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The Kitchen Diaries: A Year in the Kitchen with Nigel Slater
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The Kitchen Diaries: A Year in the Kitchen with Nigel Slater

4.28 of 5 stars 4.28  ·  rating details  ·  1,568 ratings  ·  81 reviews
"Right food, right place, right time. It is my belief�and the point of this book�that this is the best recipe of all. A crab sandwich by the sea on a June afternoon; a slice of roast goose with apple sauce and roast potatoes on Christmas Day; hot sausages and a chunk of roast pumpkin on a frost-sparkling night in November. These are meals whose success relies not on the ex ...more
Hardcover, 416 pages
Published October 19th 2006 by Gotham (first published 2005)
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The title does not lie: this really is a culinary diary and not a cookbook. There is an entry for every day of the year: always food-related but sometimes merely about shopping for food, or what's growing in his garden, or what he bought and ate. Only occasionally are actual recipes spelled out in a way that can be reproduced. More often, a dish is described sufficiently that a reasonably experienced cook could figure out how to make something similar -- if she could find the ingredients.

Beware: this is possibly the longest review I've ever written of a book I have only skimmed.

Three things I disliked about this book:

1. I had a very hard time convincing myself to “read” a cookbook. I usually skim. But when I skimmed I missed things!
2.I hate it when authors live in much more advanced, metropolitan areas and think that it’s easy to find 10 farmer’s markets “on the way home.” This just makes me jealous.
3. I find it suspect that someone would keep an ingredient such as rhubarb “
Sheena Lambert
Another great book by Nigel Slater. This time he cooks his way through the calendar year. As with APPETITE (his other book I own) this book reads as well as any novel, and introduces its recipes like anecdotes. I love being able to refer to the date (or month anyway) I am myself cooking in to see what might be a suitable recipe/shopping list for the day's dinner.
My one gripe with the format of the book, is that Nigel comes across as a little annoying insofar as all he seems to spend his day doin
Very interesting read.

Didn't find any recipes that inspired me, but I very much enjoyed what was, essentially, Nigel's food diary.

Lusciously illustrated and a superb way to while away a few hours.
So many of my foodie friends talked about this book and now I know why. It is quite possibly the best cookbook I've ever read. Inviting, sumptuous, but never prentious, Nigel Slater talks us through a year of meals he cooks and eats, tantalising with delicious details. He eats seasonally, so each month reflects the best of what is naturally available at that time of year, which is the ideal way to cook and enjoy food. As well as recipes, there are just loads of great ideas - things to pull toget ...more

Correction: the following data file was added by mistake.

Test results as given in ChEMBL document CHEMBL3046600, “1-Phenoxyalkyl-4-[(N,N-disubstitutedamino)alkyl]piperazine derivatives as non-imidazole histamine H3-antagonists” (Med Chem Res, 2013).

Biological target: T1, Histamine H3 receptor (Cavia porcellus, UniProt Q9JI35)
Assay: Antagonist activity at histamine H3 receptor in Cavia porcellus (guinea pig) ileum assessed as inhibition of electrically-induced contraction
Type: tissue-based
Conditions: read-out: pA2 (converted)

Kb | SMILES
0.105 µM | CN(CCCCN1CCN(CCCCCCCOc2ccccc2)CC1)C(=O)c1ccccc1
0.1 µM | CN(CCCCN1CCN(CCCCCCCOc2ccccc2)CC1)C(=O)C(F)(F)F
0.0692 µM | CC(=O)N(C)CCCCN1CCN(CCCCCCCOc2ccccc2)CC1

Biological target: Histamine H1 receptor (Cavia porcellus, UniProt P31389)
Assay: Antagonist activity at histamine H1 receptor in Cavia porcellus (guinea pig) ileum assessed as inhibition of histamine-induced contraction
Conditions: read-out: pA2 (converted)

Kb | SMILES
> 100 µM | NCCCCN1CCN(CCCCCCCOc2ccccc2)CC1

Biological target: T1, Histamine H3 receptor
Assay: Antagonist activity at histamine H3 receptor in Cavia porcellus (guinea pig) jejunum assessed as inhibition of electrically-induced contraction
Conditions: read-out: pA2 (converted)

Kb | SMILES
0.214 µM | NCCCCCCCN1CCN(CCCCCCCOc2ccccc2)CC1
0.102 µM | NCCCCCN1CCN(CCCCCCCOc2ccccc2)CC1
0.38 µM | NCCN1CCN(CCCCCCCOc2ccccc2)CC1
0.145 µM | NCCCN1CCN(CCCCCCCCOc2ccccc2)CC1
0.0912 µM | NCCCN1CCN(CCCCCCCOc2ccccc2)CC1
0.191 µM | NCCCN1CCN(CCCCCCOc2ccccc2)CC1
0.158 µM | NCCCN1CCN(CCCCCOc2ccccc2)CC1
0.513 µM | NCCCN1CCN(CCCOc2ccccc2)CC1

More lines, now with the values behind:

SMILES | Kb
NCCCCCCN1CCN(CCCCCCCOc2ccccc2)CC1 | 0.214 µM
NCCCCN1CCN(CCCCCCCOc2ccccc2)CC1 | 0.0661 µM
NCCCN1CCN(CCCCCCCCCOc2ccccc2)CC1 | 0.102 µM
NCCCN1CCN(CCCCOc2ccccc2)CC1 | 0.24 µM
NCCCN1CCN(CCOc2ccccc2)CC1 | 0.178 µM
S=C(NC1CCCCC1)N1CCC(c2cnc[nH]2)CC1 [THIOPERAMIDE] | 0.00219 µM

Jun 16, 2007 Jessica rated it 5 of 5 stars
Recommends it for: lauren
Shelves: non-fiction
This month-by-month cookbook/memoir is the star British chef's diary of a year and what he really eats at home. If guests come over, it might be a roast with all the trimmings and a fabulous dessert. But if it's just him-and maybe his partner, whose presence is strongly felt but never named explicitly-it's a number of the kitchen meals we might do, described in an evocative way: a cold sausage from the fridge, perfect strawberries and cream. He writes about frustrations he finds in his weekly "o ...more
I read this slowly and surely over 2007 and it has been such a life-altering experience. We live without television, so I couldn't tell you the first thing about Slater being a TV chef. We received Appetite as a gift a few years ago and fell in love with the simplicity of his recipes. Our favourite dish is from that book and it requires three ingredients, yet I guarantee it wouldn't be out of place with a high price tag at a good restaurant. So last year I picked up The Kitchen Diaries as a Chri ...more
A lively read. Nigel Simpson writes "recipes" in the style of Elizabeth David. He does not number every little step and he is not always super precise in his measurements - "a good handful," "a glass of," and the like appearing more often than, say, "one and a half teaspoons" -- and employing lively, evocative descriptors like "enthusiastic boil" over traditional cookbookspeak. What is most interesting are the days when he confronts leftovers or seeks inspiration from what is on hand in his hous ...more